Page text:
But let's sit back and talk about your patients that you have rescheduled to May. So, we are looking at just about mid-April right now. And a lot of things are shut down to April 30. And at what point do you decide that you need to push back those patients that you are starting to schedule for May?
Casella: I'll probably decide that. My internal clock is saying that 3 or 4 days from now, I am going to make that call. And I am thinking more and more likely than not, I am going to have to make that call. But thank you for your kind words about how I am trying to work with my staff here. Now is not the time to be mean, Charlie Brown.
Bailey: That is true. And you said that you have not laid off or furloughed anybody. So, what does that mean, that you are paying them full as you go through, so they are not applying for unemployment?
Casella: Right now I am paying them full. And I just want to stress I have a very small staff. And I am fortunate that I don’t have a lot of payroll overhead. I know that I am very different than a lot of doctors out there. But I am doing that for the time being. and I am hoping to hear in a few days that the small business loan will go through, and I will be able to keep on paying them.
Bailey: Well, that is great that you are able to do that. And I know that it has been a bit of an onerous process going through all of that paperwork and the application process. And so, hearing in a few days is actually pretty fast. When do you anticipate that you will see the cash?
Casella: Well, we got an email this afternoon from the American Optometric Association (AOA) saying that some doctors were starting to see their small business loans trickle in. Augusta is like a really big neighborhood, and I am fortunate to have a good relationship with the folks at the bank, and I don’t think that they would feed me a line. They say they are optimistic, and so I am hoping, maybe realistically hoping, end of next week, beginning of the week after.
I will say that it is incredible to have to do so much just to prove that you are a business with a payroll, and I totally get it. And anybody who is trying to use any portion. If they are trying to use $1 of this $350 billion for any ulterior motive other than the spirit of the bill, the spirit of the law, I hope they get audited. But I was asked for various aspects of my corporate taxes, and finally I just said, you know what, I am just going to sit next to the scanner for about an hour and I am just going to scan you all of 2019. So, I did, and I scanned in my quarterly tax payments. I scanned in what I paid in health insurance, what I paid towards retirement because that all counts. Really, that all goes into the loan. It is not just your payroll. And your utilities should be itemized on your corporate tax return.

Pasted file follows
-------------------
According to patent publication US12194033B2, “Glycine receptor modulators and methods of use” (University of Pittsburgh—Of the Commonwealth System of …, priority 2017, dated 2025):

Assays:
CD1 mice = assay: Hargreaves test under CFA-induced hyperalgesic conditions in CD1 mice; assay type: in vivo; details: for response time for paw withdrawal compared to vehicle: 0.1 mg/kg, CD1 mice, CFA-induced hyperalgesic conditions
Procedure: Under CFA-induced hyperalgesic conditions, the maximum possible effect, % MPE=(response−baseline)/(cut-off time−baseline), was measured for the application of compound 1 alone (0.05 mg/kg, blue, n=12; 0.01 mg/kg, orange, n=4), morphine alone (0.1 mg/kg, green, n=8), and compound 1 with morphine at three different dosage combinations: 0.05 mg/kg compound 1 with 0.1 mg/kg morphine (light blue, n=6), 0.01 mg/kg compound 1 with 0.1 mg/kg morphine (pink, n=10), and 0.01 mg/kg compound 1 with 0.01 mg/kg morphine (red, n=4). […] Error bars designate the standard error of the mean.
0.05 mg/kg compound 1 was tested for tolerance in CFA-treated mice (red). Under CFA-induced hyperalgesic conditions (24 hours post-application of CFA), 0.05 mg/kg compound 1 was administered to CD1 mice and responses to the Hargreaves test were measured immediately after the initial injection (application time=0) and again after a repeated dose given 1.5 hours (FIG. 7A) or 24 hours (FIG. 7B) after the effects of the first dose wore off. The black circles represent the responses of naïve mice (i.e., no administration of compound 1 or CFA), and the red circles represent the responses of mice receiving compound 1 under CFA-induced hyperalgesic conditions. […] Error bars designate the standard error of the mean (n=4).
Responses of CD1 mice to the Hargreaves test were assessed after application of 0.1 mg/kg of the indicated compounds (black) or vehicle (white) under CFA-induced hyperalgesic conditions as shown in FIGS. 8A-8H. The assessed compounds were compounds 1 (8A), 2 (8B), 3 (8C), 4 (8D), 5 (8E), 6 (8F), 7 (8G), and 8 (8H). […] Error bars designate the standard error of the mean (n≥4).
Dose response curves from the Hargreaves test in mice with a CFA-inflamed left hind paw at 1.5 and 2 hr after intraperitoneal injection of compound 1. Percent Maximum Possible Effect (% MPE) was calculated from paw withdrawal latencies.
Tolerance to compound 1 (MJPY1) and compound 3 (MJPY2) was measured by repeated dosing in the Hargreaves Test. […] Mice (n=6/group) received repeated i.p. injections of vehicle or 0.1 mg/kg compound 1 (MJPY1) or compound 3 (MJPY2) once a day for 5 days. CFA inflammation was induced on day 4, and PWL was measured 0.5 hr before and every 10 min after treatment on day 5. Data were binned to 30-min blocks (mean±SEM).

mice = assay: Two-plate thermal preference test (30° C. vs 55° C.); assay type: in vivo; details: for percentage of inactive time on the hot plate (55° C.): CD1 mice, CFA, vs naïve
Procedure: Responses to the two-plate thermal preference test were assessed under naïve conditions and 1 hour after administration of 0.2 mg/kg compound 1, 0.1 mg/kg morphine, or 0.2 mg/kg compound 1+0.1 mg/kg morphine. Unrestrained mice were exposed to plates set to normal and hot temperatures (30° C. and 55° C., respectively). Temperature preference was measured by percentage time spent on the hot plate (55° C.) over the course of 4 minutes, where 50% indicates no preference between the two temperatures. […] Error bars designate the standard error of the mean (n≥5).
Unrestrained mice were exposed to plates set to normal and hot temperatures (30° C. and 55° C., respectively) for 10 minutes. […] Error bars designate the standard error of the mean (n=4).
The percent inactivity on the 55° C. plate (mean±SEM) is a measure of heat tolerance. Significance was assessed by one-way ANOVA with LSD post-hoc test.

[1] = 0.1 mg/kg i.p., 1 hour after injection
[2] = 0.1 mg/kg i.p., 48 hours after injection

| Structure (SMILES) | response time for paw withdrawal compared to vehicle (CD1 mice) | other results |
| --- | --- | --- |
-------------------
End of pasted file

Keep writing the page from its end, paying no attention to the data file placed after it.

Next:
And I honestly never flipped that far back into it. And so that all that all counts, as well. And if you use the loan over the 8 weeks, I believe it is 8 weeks that you have it for payroll, utilities, rent, health insurance premiums, and then it seems as though it is essentially a grant and they are anticipating that the payroll should be no less than 75 percent of what you use it toward. And they are anticipating that just because they are anticipating just a high volume of people taking advantage of this.
But I am optimistic about it. It is just, these are just unprecedented times, and I have been very careful. When I say that I have had existential thoughts about the future of my business, I am not complaining, I am just being honest because I think a lot of us have. And I am very quick not to complain because it could be a lot worse than it is.
Bailey: That is true. That is absolutely true. How are you staying in touch with your patients? Because I know people are saying that communication with everyone is important: communication with your staff, and communication with your patients so that they will be there for you when you get back. Can you talk a bit about how you are addressing that in your practice, what you have done, how they are responding, how is that working out?
Casella: So, that is a great question. Social media has been somewhat helpful. I have got it set up to where when I post something on Twitter or Facebook, it automatically goes to the other social media channel as well. And so I am tweeting my hours. I am tweeting reminders, like if you need contacts, we will be happy to extend your contact lens prescription a couple of months.